Drawing up some siding.  Going from left to right, a "board" is a fold under piece to be glued to the back side of the next 1/8" strip.  Therefore the third strip just to the left of the darker (cut) lines is the double thick facing of the board.

 If that makes sense Wink

Big Smile  Same me, different spelling!  Big Smile

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Posted by pennytrains on Saturday, January 27, 2024 8:21 PM

After lightly scoring the fold lines, I used a straight edge as a bending brake and pinched the fold along the metal edge:

 

Big Smile  Same me, different spelling!  Big Smile

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Posted by pennytrains on Saturday, January 27, 2024 8:57 PM

Cut, folded and ready for gluing, the fate of the project comes down to this pile of paper:

 

Big Smile  Same me, different spelling!  Big Smile

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Posted by pennytrains on Sunday, January 28, 2024 11:35 AM

Strips are 8 1/2" long so I only get 9 boards for this 3/4" wide wall.

 

Big Smile  Same me, different spelling!  Big Smile

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Posted by pennytrains on Sunday, January 28, 2024 1:26 PM

I'm going to go ahead and call that part of the experiment a success.  It has the sawtooth profile I want but not high enough to cause a problem with the trim pieces that will go on top of the siding.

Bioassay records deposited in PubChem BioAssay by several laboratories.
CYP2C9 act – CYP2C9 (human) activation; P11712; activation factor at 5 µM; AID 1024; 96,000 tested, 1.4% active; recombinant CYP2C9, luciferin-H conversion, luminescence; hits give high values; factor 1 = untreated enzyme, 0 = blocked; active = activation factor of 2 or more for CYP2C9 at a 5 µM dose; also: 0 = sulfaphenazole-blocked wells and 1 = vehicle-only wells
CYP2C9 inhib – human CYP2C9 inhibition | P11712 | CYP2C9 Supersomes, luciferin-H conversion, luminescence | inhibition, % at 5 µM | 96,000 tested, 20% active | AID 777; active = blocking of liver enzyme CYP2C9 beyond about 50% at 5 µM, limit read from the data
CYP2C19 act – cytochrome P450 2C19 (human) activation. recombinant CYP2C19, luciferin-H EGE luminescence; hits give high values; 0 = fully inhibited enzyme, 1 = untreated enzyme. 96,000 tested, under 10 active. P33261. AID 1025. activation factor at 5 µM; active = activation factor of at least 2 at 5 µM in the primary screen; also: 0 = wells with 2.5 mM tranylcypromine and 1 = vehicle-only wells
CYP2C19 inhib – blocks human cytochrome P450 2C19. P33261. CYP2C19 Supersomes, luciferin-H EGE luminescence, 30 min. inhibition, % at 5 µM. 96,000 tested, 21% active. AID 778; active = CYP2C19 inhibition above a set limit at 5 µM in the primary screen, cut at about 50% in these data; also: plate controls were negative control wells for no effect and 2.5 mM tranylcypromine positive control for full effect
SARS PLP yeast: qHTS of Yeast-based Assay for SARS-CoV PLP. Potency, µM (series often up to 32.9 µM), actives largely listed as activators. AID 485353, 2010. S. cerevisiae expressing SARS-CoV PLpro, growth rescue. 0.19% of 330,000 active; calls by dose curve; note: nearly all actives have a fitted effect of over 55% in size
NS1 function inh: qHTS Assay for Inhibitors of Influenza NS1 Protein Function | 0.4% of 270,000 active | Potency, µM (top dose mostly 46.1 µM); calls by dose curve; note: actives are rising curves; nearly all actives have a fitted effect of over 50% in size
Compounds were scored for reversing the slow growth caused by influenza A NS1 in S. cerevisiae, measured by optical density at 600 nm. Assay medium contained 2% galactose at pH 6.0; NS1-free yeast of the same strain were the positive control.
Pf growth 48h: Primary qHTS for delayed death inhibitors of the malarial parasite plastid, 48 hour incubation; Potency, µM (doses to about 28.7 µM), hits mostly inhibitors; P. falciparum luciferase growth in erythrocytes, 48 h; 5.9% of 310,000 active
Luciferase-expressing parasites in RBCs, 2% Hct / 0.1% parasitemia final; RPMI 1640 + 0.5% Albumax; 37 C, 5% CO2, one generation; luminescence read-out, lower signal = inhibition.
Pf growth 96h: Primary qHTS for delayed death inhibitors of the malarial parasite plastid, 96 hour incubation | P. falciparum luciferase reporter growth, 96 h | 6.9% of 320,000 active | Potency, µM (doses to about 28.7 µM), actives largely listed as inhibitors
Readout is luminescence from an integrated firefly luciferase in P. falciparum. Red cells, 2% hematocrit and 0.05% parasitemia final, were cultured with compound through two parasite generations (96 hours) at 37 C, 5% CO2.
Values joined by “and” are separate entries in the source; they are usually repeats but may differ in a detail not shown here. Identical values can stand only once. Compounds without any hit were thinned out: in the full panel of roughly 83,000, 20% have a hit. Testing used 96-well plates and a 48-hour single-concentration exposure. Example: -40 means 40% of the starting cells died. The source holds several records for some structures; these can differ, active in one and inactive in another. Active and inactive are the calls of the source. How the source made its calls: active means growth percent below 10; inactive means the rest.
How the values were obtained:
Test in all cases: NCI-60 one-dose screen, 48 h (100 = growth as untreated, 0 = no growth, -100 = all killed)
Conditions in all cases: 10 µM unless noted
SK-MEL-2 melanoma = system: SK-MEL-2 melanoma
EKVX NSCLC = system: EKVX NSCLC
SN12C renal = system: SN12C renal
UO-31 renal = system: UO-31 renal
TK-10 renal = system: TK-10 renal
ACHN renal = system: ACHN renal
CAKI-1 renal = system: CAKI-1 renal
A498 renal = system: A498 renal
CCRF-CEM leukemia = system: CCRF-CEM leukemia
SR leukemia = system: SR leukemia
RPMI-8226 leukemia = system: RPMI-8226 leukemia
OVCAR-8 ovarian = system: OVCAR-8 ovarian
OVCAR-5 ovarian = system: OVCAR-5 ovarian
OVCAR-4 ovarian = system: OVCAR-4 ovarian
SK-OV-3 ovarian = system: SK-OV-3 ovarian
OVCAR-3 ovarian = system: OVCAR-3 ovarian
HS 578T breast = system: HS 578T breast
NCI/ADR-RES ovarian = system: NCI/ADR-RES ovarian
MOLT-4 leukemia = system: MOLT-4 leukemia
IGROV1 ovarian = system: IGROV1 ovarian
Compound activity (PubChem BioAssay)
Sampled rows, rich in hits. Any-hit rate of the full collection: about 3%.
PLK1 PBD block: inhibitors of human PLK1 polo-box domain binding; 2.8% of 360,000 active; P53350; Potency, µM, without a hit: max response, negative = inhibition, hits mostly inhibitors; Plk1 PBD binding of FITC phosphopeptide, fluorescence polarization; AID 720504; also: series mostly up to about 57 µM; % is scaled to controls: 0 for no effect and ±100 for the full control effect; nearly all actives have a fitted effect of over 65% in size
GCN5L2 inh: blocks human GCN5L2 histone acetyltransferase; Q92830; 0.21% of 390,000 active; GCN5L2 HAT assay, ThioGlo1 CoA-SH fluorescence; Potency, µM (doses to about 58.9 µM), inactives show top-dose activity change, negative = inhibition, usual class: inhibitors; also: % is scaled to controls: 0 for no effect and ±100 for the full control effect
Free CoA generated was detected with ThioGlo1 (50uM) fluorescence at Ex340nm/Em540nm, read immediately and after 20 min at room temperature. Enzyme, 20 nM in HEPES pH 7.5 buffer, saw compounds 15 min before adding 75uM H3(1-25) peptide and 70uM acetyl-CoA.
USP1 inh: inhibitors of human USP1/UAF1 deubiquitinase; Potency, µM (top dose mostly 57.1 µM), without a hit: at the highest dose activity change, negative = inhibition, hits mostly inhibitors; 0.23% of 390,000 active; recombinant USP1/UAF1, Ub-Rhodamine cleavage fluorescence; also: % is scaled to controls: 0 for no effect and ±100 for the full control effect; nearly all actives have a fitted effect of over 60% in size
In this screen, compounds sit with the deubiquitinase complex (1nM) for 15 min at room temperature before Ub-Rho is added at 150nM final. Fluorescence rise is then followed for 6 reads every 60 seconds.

Big Smile  Same me, different spelling!  Big Smile

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Posted by pennytrains on Saturday, February 3, 2024 12:45 PM

On to the wainscoting:

 

Big Smile  Same me, different spelling!  Big Smile

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Posted by pennytrains on Saturday, February 3, 2024 12:59 PM

The trim and paint should cover some imperfections Wink

 

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Posted by pennytrains on Saturday, February 3, 2024 5:25 PM

When paper gets this thick it can be sanded, carved otherwise cleaned up using almost the same techniques you would use with balsa.

Of course I don't actually HAVE to remove my gluey fingerprints from the walls.  I could just say it's a new advanced weathering technique Wink

Big Smile  Same me, different spelling!  Big Smile

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Posted by pennytrains on Saturday, February 3, 2024 9:59 PM

Big Smile  Same me, different spelling!  Big Smile

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Posted by pennytrains on Wednesday, February 7, 2024 5:28 PM